Sequoia – Who can equal the steady strength of your massive trunk or spreading branches? Woodpeckers, nuthatches and flickers nest among your needles. Lorquin’s Admiral Butterfly flutters up and down your barky skin and among your reaching fingers. Flying squirrels and brown bats are nourished from your abundance and spread your legacy across the forest floor. Snails, salamanders and tree frogs live under your shade and between your earth-rooted toes.
Ocean – You carry the song of the Humpback whales from one of this blue planet to the other. Blue whales and plankton both call you their home. Playful dolphins and flying fish leap and soar above and below your Aegean depths. Ever faithful to the moon above, you keep time by the rising and falling of the tides. Healing waters, nourishing waters, life-giving water
Chomolungma – Mother of the Universe, your peak rises higher into the atmosphere than any other mountain. Hostile to life, yet inspiring humanity to great challenges, you bring glacial water to those who live below, those who must appear like ants to your great height.
Kalahari, Gobi and Sahara – Can life exist in your dry heat? One wouldn’t think so until they observe the holy trek of dromedaries and Bedouins; recall the travels of merchants along the Silk Road. Scarab beetles, ostrich and scorpions take delight in your hot and shifting grains of sand.
Rainforests of the world – Why do we continue to kill the one who gives us life through the air we breathe? You marry the elements of land and sky to create life-giving water and air. Sheltering precious species, some near to disappearing. Medicine hides in the bark, flowers and leaves of your mighty trees and glorious blooming plants.
Birds, butterflies, bees and bats – We bow to you, the great pollinators of the world. We owe you a debt of gratitude for your hard work, but more than that, we own responsibility to preserve your life so that you may preserve ours in the great circle of life. For you, we will plant more flowers and fruit, stop using killer pesticides and protect the sacred temples where you live.
Savanna – My brothers, the bison, depend on your American grasses, while your African cousins, the Cape Buffalo, rely on the health of your ecosystem. Leopards and lions, do too, for that matter. You give us a backdrop for the Great Migration. You were never meant to bear the burden of human needs, but to be the guardian of the circle of life.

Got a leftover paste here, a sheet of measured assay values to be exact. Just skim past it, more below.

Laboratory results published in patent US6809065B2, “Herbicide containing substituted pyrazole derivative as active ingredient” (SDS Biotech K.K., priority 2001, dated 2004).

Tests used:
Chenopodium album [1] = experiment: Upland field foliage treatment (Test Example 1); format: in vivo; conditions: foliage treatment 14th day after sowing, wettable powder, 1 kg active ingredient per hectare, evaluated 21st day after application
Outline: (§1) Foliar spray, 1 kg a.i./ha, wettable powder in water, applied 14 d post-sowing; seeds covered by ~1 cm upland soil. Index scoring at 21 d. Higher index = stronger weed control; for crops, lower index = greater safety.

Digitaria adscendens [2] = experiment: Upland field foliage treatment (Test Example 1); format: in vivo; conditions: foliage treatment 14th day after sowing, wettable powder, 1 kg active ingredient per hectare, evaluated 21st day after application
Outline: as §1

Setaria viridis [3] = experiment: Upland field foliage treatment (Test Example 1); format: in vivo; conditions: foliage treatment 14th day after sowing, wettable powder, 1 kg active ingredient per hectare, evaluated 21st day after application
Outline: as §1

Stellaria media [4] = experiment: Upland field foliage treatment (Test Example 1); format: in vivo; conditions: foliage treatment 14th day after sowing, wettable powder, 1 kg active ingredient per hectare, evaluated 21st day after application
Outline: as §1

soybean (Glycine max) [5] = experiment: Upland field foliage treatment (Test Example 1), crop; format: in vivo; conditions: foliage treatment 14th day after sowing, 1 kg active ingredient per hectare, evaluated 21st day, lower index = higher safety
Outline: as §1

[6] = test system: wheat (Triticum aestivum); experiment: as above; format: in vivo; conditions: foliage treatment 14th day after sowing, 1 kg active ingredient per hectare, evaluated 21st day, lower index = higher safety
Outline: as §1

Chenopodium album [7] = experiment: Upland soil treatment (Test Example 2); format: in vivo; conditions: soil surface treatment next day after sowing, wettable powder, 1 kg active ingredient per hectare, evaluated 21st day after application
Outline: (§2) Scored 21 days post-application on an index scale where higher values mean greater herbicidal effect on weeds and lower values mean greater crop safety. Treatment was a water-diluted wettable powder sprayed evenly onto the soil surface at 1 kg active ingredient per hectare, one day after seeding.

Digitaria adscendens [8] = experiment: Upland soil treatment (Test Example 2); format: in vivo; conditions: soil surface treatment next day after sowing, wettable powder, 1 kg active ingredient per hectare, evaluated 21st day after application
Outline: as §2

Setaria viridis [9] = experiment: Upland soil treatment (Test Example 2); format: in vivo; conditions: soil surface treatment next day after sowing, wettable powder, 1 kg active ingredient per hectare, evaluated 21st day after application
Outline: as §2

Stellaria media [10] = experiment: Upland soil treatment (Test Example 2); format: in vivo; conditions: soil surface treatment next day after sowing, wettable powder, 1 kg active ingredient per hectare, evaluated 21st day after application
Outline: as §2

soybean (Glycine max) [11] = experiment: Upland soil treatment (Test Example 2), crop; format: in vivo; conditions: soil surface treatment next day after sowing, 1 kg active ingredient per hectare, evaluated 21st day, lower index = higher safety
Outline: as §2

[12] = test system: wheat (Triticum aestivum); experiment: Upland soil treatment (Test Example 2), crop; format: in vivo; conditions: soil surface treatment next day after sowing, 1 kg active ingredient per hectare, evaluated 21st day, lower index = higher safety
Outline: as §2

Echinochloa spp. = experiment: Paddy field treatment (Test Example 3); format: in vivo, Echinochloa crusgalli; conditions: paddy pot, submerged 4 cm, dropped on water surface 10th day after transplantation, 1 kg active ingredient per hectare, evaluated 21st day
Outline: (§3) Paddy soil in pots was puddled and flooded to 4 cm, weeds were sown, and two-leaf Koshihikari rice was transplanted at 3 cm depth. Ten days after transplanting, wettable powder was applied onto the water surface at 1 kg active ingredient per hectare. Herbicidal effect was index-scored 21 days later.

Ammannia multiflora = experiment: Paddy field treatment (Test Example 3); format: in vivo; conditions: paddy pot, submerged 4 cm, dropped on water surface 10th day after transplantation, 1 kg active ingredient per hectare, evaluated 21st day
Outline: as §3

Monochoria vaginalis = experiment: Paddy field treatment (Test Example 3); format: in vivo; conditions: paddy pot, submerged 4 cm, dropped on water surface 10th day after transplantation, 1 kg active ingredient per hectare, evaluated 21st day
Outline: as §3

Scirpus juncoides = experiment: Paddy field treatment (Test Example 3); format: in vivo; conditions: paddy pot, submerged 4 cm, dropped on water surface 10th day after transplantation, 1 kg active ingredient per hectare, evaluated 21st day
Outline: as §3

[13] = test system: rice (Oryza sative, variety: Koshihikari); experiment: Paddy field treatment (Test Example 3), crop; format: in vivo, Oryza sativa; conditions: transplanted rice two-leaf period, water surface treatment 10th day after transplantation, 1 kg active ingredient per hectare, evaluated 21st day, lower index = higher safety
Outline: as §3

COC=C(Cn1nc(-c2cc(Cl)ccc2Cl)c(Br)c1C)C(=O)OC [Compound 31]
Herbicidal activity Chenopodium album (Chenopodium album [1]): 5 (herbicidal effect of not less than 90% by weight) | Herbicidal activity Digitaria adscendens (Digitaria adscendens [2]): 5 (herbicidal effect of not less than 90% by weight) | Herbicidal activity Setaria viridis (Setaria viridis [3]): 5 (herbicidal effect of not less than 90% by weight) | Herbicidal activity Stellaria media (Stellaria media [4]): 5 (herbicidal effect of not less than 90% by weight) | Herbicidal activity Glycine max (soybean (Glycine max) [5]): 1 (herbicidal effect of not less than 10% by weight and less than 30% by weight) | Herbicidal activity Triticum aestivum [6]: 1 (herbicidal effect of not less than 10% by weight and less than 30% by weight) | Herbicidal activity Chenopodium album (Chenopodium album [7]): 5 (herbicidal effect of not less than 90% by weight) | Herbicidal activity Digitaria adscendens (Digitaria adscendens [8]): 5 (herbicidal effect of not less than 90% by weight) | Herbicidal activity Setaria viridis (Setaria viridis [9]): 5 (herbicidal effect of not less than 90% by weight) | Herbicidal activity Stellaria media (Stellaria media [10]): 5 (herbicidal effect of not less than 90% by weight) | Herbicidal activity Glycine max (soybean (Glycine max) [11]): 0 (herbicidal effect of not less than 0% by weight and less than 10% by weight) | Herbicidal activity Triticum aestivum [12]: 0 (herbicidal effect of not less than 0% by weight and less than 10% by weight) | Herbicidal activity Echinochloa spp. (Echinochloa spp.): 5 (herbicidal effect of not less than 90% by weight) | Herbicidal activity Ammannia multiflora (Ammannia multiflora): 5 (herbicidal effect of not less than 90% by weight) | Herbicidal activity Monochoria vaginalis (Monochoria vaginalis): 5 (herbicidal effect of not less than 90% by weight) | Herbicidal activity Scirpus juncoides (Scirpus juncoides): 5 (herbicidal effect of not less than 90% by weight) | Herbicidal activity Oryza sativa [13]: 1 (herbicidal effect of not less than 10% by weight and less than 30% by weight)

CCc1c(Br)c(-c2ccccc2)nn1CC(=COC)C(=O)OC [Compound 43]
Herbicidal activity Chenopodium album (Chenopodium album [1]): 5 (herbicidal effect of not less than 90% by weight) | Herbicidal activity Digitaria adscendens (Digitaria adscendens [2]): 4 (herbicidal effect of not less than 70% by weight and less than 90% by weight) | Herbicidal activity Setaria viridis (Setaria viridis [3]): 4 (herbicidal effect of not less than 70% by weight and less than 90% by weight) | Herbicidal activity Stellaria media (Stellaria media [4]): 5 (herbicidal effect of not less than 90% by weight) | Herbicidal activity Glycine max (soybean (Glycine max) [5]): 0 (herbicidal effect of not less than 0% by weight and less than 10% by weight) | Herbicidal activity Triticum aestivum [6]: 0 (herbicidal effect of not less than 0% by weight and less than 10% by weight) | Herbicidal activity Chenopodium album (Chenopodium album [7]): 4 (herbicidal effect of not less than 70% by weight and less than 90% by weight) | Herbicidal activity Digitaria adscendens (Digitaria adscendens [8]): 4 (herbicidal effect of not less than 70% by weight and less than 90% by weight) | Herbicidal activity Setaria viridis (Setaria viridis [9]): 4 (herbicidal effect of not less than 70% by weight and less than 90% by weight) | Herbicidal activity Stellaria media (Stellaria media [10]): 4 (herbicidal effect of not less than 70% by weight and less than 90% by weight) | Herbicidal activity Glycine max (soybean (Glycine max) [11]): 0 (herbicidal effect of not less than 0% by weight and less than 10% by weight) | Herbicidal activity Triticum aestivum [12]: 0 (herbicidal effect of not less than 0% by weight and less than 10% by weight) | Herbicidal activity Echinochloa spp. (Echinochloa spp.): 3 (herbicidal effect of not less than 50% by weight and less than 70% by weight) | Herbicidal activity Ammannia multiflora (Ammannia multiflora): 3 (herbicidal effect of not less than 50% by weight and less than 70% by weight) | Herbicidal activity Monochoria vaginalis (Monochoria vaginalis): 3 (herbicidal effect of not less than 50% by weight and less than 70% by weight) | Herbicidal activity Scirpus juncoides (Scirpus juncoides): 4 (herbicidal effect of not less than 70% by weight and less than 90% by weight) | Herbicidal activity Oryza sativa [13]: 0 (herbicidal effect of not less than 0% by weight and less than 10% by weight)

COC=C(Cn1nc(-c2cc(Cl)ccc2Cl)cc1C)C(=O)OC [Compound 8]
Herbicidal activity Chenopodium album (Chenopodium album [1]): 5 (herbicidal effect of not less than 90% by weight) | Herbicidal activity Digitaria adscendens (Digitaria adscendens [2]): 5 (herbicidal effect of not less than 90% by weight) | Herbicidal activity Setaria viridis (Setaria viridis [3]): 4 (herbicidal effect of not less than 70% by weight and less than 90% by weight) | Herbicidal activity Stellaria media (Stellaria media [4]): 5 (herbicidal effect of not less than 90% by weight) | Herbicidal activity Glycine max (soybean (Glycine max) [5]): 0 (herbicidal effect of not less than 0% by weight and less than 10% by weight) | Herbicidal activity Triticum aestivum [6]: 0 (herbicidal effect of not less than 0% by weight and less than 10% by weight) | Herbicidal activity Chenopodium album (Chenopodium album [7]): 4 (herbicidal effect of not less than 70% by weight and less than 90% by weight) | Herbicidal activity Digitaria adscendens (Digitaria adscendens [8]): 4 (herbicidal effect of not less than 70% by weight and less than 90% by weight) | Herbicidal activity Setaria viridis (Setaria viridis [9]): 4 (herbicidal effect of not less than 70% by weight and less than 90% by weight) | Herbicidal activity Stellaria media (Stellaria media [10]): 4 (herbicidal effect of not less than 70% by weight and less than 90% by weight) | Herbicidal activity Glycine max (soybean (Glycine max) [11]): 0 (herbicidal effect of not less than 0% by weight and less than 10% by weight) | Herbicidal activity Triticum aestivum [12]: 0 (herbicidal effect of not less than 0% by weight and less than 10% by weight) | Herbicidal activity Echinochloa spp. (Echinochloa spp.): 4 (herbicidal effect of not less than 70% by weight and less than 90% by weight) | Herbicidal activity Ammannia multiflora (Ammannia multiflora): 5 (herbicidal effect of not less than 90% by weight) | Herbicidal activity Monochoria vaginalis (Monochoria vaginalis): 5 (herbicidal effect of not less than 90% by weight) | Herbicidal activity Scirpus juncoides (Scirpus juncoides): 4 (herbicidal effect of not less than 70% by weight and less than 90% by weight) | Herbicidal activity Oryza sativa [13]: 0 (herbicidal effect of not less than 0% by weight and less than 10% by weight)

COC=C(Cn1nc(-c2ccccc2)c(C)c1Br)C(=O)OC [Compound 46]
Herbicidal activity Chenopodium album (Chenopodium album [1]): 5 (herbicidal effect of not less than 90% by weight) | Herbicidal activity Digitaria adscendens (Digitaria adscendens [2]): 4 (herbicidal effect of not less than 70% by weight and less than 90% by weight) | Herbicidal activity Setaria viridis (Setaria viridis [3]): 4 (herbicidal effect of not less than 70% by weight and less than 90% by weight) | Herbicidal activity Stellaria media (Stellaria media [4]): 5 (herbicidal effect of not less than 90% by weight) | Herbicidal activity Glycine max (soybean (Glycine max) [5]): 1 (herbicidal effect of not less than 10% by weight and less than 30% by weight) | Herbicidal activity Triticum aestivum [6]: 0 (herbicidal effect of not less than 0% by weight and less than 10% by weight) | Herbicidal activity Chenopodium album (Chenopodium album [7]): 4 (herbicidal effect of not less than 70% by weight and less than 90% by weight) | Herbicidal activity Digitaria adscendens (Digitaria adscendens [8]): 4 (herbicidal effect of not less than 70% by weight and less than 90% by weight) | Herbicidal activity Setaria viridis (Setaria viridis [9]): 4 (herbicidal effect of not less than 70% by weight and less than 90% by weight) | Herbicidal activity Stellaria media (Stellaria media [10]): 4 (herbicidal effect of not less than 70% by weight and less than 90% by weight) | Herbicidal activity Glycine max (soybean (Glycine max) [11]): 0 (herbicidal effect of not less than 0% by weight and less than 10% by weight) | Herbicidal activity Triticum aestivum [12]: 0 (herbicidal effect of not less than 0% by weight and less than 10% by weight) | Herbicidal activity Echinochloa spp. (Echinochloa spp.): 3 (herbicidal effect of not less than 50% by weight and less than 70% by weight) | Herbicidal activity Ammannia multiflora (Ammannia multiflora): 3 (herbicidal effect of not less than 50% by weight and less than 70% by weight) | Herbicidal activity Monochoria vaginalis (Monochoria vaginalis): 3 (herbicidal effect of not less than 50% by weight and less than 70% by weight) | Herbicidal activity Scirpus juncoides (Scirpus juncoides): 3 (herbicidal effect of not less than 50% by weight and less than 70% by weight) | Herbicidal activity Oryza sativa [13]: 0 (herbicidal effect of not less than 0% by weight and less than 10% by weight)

The Grand Canyon – You are called grand for a reason. The breadth and color of your canyon walls inspire explorers, poets and photographers. But you are not just another pretty face. Precious water flows the length of you. The history of our ancestors is painted on your ledges. Prehistoric evidence of life no longer roaming the earth is wedged in your geologic layers. You reveal our past and prophesy our future.
Kilauea – Pele pours out her fire and wrath, but it is not in anger. She is a birthing mother. Fire flows from her womb of creation and land grows. Her baby has a long life and learns to walk and then run amok slowly as lava and water cry out in plumes of steam which harden into black igneous toddlers. Generations in the future will appreciate the beauty of Pele’s children when they have grown old with coconut palms, hibiscus flowers and waterfalls that cascade down her lush green mountains in silver ribbons.
This wild, diverse, beautiful, abundant, mysterious, magnificent, nourishing, awe-inspiring earth is not ours to own and rape as we please. It is a gift we are privileged to be stewards of; to protect and cherish. It is our responsibility to do whatever we can to help restore and protect the ecosystems we depend on for our existence. On this Earth Day, let us take some time to reflect on the treasure. Ask yourself this question. What is the one thing I can do to protect, heal or honor the earth?
Photo courtesy of earthday.org